According to Homeland Security, 44% of small businesses reported being a victim of a cyber-attack, with an average cost of approximately $9,000 per attack. Protecting your business from cyber threats has become a top priority and it takes everyone in your company working together to keep your business safe, from top leadership to the newest employee. It takes everyone in your company, from leadership to the newest employee, working together to keep your business safe. Here are a few tips from Homeland Security your company can apply.

SIMPLE TIPS FOR EMPLOYEES

  • When in doubt, throw it out. Stop and think before you open attachments or click links in emails. Links in email, instant message, and online posts are often the way cybercriminals compromise your computer. If it looks suspicious, it’s best to delete it.
  • Implement a backup plan. Make electronic and physical back-ups or copies of all your important work. Data can be lost in many ways including computer malfunctions, malware, theft, viruses, and accidental deletion. Your backup plan should include offsite storage.
  • Guard your devices. In order to prevent theft and unauthorized access, never leave your laptop or mobile device unattended in a public place and lock your devices when they are not in use.
  • Secure your accounts. Use passwords that are at least eight characters long and a mix of letters, numbers, and characters. Do not share any of your usernames or passwords with anyone. Create a unique password for each site that you visit. When available, turn on stronger authentication for an added layer of security, beyond the password.
  • Report anything suspicious. If you experience any unusual problems with your computer or device, report it to your IT Department.

SIMPLE TIPS FOR THE BUSINESS OWNER

  • Equip your organization’s computers with antivirus software and antispyware. This software should be updated regularly.
  • Secure your Internet connection by using a firewall, encrypt information, and hide your Wi-Fi network.
  • Establish security practices and policies to protect sensitive information.
  • Require employees to use strong passwords and to change them often.
  • Invest in data loss protection software, use encryption technologies to protect data in transit, and use two-factor authentication where possible.
  • Protect all pages on your public-facing websites, not just the checkout and sign-up pages.

In a perfect world, every employee would work their hardest to keep your network safe and secure. Since we don’t live in a perfect world, let this post help you determine next steps. Businesses often think they can’t afford outside help…until it’s too late.

If you would like to learn more about how you can protect your corporate data, please click here to contact us. SecurIT360 provides audits, scans, and analysis of various systems and businesses across multiple industries including legal, financial, utilities, and healthcare. Let us help you determine where you should spend your time and money protecting your information.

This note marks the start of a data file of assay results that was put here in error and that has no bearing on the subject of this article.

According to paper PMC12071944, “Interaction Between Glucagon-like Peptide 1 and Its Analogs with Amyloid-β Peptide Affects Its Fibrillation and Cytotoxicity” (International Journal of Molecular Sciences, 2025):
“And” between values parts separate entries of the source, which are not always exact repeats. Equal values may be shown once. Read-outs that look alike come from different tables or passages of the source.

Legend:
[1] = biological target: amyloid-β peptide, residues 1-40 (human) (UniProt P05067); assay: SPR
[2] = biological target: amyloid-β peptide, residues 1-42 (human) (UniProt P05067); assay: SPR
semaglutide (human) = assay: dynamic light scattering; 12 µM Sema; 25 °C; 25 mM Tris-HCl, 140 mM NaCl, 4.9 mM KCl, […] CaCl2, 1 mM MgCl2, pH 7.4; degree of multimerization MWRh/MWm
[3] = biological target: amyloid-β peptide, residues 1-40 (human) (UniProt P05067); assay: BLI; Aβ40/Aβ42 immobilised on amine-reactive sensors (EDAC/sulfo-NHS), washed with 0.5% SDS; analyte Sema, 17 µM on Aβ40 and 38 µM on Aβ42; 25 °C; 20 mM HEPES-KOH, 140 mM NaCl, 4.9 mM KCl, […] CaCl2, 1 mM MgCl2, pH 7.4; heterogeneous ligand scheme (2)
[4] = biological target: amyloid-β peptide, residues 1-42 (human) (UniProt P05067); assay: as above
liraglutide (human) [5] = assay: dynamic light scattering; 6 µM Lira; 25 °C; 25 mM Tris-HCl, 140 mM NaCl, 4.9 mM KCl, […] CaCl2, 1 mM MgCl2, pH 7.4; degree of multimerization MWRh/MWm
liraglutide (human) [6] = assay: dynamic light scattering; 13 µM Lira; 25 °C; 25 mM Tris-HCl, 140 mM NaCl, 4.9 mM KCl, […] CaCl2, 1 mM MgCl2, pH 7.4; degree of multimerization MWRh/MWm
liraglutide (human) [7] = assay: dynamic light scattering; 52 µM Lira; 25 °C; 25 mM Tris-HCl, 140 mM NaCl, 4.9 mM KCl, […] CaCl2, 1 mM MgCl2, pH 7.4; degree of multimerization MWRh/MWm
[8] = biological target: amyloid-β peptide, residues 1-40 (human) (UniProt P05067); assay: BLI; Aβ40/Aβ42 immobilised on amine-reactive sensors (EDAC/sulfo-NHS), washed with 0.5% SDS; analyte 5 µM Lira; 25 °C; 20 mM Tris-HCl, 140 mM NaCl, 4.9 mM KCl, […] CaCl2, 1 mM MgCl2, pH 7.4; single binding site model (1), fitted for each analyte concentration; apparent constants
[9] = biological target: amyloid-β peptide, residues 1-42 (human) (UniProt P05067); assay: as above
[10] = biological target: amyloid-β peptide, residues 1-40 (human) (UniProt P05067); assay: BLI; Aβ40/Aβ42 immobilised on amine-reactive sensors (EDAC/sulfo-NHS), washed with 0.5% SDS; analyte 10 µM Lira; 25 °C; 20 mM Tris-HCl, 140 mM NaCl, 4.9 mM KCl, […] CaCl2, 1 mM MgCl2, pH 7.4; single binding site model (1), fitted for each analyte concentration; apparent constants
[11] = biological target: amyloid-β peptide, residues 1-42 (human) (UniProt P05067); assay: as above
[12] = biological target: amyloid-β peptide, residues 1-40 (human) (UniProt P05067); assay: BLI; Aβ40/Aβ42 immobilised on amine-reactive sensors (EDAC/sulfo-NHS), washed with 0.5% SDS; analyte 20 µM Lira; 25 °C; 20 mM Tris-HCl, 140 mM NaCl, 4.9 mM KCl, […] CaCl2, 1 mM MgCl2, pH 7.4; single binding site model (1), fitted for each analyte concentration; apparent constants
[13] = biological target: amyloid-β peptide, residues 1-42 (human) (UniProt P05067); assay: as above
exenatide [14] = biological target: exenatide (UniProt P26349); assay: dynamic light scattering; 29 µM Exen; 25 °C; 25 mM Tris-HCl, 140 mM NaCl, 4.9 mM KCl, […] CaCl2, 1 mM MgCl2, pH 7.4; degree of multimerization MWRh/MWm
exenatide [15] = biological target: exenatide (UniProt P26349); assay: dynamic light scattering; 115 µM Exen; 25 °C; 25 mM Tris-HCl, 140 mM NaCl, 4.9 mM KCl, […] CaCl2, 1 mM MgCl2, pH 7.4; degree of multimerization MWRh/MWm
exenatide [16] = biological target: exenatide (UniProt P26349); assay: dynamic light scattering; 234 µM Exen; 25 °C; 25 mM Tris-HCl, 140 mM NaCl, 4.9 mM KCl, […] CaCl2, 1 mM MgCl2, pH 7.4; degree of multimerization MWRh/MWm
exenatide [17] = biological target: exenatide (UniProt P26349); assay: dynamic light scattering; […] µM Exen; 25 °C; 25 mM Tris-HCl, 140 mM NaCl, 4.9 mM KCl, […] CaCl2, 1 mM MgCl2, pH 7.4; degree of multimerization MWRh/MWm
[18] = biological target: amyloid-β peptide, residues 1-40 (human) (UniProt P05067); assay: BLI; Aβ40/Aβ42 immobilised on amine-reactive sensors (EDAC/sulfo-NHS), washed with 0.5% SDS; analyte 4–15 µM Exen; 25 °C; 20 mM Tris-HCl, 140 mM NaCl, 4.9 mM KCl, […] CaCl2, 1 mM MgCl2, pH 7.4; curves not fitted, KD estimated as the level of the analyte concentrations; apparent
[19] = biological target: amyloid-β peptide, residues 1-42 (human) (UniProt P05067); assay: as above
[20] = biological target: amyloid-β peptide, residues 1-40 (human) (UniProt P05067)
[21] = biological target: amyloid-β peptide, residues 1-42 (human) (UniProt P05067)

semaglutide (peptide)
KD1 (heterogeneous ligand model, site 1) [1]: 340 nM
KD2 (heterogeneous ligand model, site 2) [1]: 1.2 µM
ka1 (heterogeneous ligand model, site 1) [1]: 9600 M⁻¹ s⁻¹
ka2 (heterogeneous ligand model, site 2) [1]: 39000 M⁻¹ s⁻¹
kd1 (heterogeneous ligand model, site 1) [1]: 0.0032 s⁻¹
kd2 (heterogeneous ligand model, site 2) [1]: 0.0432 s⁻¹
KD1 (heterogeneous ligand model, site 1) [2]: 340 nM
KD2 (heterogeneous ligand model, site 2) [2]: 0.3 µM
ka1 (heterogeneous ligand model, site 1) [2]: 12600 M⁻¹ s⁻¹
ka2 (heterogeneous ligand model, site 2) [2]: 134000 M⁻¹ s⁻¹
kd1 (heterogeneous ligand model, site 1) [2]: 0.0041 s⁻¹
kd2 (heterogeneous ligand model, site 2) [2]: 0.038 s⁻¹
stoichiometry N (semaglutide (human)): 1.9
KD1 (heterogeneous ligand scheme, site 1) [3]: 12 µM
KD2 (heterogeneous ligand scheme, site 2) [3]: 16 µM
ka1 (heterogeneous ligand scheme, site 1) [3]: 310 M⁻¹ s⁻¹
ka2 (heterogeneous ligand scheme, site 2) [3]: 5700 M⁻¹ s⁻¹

Categories
Computer & Network Security|Information Security

Java vs. Javascript


We field questions about Java security issues on a regular basis, and have noticed that users are often confused about the differences between Java and Javascript.

Java is a standalone application that runs separately from your browser, although it can be called on by your browser to run Java ‘applets.’ Applets aren’t that common any more, but the Java application is a different matter. Java has a history of being exploited for vulnerabilities, and updates have historically released on a somewhat tardy basis. Even more painful is that users have to manually watch for and install those updates unless they chose the “check for updates periodically” option during the original Java install. And even then, they’re required to manually download a patch file and run it. And we all know how users are so very diligent about that sort of thing……..

Javascript is something else altogether. It’s integrated into the browser, and although there have been security issues with it in the past, updates come in the form of operating system updates which are usually controlled by Windows Update settings or corporate patch agents.

Securit360’s recommendations for this sort of thing always follow the “least privilege” concept: if you don’t need it – turn it off. Just like every other piece of unused software, we recommend uninstalling Java unless it’s actually being used. We’re not singling out Java; this is our recommendation for every piece of software and application on the market. If your users really need Java to do their work, though, then make sure Java is configured to periodically check for updates and patches. On top of that, run regular security scans to confirm what version of Java is installed and update old versions when you find them.

Java is a fantastic program but needs some care and careful handling to prevent it from being a security issue for your organization. Keep an eye on it……